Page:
TAMPA — Danous Estenor had decided he was too hungry to wait until he got home for dinner, and as he parked his car outside the Bulls Den Cafe on USF's campus, he heard a woman screaming for help.
Across the parking lot on that Thursday night in February, he saw a frightening scene: a tow truck driver pinned under the rear tire of a 1990 Cadillac Seville that had lurched forward as he worked underneath it, his wife struggling in vain with two men to lift the car.
Anyone could have heard the screams. But fortunately for Pedro Arzola, Estenor is not only a football player at USF, he is one of the strongest ones, a 6-foot-3, 295-pound offensive lineman.
"I just see his legs," said Estenor, 21, a child of Haitian immigrants from Palm Beach. "The car is crushing him. He's not moving. I'm thinking, 'Oh, God, this guy is going to die.' "
"I tried to lift the car, and when I first tried, it didn't budge. I backed up. I don't know. But I felt this energy come, and I lifted it. I don't know how, but somebody pulled him from the car."
Maria Uribe had been sleeping in the cab of her husband's truck when she heard Arzola, 34 and a father of four, yelling "Ayudame!" — help me. The scene looked "like a horror movie … a lot of blood," she said. The Cadillac's front right tire had run over Arzola's torso and dragged him about 10 feet.
Somehow he sustained only cuts, bruises and a dislocated shoulder, which was pinned beneath the rear tire. He was back towing cars two weeks later.
"I said, 'God, bring an angel to my side, help me,' " Uribe said. "In Spanish, we say, 'milagro' (miracle). I appreciate (Estenor) doing what he did, saving my husband's life. If nobody helps me, I don't know if he is in the room right now."
Estenor walked away from the scene and into the cafeteria. And as hungry as he'd been, he could barely eat, shaking in disbelief at what had happened.
"The shock of doing that, it's not an everyday thing you do," he said.
That night he told his roommates, offensive tackles Jamar Bass and Damien Edwards. "Did this really just happen?" he asked. Teammates the next morning didn't believe him. But one day after spring practice, coach Skip Holtz asked Estenor to stand in front of the team.
"I wanted to let you know that Danous is a real hero," began the letter written by Jodi Rivera, manager of the Bulls Den Cafe, and read by Holtz. The letter closed with, "I know in my heart that without Danous there, the driver may not have survived the night. His quick thinking, willingness to help and strength saved that man's life."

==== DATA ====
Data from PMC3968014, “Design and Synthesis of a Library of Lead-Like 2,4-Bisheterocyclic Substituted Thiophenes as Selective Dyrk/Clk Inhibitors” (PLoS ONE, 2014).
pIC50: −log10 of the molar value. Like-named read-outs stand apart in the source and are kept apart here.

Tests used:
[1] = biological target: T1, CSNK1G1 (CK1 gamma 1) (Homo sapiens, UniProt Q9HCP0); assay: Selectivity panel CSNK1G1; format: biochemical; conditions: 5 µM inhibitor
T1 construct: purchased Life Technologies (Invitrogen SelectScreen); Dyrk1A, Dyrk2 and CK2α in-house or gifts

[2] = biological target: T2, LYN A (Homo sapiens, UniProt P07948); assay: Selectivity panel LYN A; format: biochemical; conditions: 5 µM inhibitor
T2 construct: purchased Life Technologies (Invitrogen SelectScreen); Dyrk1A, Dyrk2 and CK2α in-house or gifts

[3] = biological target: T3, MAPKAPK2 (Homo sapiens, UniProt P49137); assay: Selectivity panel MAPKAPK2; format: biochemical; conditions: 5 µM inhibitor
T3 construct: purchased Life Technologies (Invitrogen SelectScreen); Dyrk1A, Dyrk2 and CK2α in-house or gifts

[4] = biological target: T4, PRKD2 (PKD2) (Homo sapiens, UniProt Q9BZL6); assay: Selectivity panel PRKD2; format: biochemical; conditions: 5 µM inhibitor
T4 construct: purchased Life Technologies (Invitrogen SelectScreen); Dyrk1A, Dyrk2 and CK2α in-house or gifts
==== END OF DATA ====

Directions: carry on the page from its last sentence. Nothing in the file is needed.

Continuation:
"Unbelievable story," Holtz said last week. "What a phenomenal story. Not all of us can lift a car. I'd be over there going (strains, laughing), 'Um, call the ambulance.' And Danous just walked away? I can totally see that. Just humble, quiet, keeps to himself."
How could Estenor lift a Cadillac that weighs roughly 3,500 pounds?
The phenomenon is called hysterical strength, a burst of adrenaline that allows people to perform feats far beyond their normal physical limitations. USF's strength and conditioning coach, Mike Golden, said Estenor can bench-press 405 pounds but few people even of his size and strength could do what he did.
"He's just a good, hard-nosed, country-strong kind of kid," Golden said Thursday. "Danous has that extra little strength in him that people don't just normally walk around with. You could name 100 people — I mean NFL people — and ask them to walk over to a car and pick it up like that, and they couldn't.
"The World's Strongest Man guys would struggle with that. He just was in the right place at the right time, got that adrenaline rush and got it done."
And once you've lifted a Cadillac, what can't be accomplished on a football field?
Estenor has played 10 games during a career slowed by a knee injury, but he's healthy entering his redshirt junior season and competing for a starting position on a line that lost three starters. His teammates give him grief and call him "hero" during workouts, but it reminds him not to set limits on what he can do.
"Ever since Coach Holtz read the letter, they all say, 'Oh, where's your cape?' " Estenor said. "It's not bad. They're just making fun, but I'm glad (Holtz) let them know what happened. I always feel good when I do a good deed, to help somebody any kind of way. Small or big, as long as I can make a difference, I feel good about it."
Estenor, who is majoring in organizational communications with a minor in economics and hopes to go into sports administration, has gone back to the Bulls Den a few times since. He has talked with the two men who helped him lift the car, Chris Merrick, a cook at the Bulls Den who owns the Cadillac, and Marcus Baker, who works as a dishwasher.
"I don't think we would have gotten (the car) up if it wasn't for him," Baker said Wednesday on his front porch in Ybor City. "It's like it was meant to happen. I still remember him. Every time I see him, I'm like, 'How did you pick up a car?' "
Arzola still gets dispatched to the parking lot on USF's campus. Uribe said one time the student he was towing asked him if he knew another driver who had been pinned under a car there and died.
"Pedro laughed and said, 'You know what, sir? That's me,' " Uribe said. "Everybody says, 'That's a miracle.' I don't know how to explain it. It's too crazy."
Greg Auman can be reached at email@example.com and (813) 226-3346. Check out his blog at tampabay.com/blogs/bulls and follow him at twitter.com/gregauman.